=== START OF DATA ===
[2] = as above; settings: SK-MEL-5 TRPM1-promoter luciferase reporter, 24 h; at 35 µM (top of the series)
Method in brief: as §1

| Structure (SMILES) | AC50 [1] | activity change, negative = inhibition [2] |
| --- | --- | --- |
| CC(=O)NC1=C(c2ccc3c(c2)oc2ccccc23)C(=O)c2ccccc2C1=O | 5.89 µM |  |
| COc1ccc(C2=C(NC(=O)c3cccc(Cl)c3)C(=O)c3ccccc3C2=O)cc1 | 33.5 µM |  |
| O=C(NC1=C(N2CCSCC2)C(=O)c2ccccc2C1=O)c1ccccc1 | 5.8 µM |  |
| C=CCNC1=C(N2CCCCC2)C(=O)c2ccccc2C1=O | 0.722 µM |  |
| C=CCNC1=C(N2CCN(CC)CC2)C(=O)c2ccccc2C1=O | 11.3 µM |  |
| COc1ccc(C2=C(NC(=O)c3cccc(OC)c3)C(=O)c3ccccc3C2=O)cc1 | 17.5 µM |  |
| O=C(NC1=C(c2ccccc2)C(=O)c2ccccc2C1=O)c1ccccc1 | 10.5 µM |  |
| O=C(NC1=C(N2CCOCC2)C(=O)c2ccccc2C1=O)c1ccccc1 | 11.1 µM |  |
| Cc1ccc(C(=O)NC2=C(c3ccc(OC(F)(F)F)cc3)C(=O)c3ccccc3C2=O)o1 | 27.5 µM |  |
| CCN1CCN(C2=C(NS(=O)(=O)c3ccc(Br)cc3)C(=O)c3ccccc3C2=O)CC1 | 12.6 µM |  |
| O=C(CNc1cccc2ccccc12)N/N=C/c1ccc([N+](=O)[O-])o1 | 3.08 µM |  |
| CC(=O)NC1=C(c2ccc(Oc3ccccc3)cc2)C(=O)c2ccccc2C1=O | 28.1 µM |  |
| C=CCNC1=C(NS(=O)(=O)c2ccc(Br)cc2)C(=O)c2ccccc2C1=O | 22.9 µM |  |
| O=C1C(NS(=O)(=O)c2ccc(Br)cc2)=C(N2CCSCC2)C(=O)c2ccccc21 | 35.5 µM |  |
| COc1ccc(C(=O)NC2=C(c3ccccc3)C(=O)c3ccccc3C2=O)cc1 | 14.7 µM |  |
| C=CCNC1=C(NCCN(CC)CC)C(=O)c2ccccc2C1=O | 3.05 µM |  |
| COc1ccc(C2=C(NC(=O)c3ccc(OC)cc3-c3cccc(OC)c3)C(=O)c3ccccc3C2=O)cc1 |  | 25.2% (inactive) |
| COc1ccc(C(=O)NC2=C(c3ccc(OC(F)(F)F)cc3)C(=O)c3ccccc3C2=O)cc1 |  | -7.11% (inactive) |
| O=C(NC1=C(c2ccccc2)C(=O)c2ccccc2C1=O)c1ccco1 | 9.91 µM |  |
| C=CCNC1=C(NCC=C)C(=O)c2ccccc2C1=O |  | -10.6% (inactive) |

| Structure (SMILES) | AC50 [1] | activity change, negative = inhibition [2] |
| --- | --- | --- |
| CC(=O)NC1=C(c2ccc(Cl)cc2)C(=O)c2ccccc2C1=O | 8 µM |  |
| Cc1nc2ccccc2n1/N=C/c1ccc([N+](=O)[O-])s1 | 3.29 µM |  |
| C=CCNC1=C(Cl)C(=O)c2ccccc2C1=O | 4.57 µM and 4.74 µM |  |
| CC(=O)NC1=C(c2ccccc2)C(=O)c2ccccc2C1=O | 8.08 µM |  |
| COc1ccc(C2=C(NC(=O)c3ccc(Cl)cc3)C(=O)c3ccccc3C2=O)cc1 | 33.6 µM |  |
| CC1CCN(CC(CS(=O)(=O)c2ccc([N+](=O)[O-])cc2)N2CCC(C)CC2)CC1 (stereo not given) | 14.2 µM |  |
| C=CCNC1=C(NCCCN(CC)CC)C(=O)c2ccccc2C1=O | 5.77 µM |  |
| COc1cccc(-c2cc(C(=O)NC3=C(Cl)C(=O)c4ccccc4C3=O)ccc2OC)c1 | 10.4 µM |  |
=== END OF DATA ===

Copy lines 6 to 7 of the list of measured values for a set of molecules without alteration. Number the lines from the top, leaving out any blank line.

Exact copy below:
| COc1ccc(C2=C(NC(=O)c3cccc(Cl)c3)C(=O)c3ccccc3C2=O)cc1 | 33.5 µM |  |
| O=C(NC1=C(N2CCSCC2)C(=O)c2ccccc2C1=O)c1ccccc1 | 5.8 µM |  |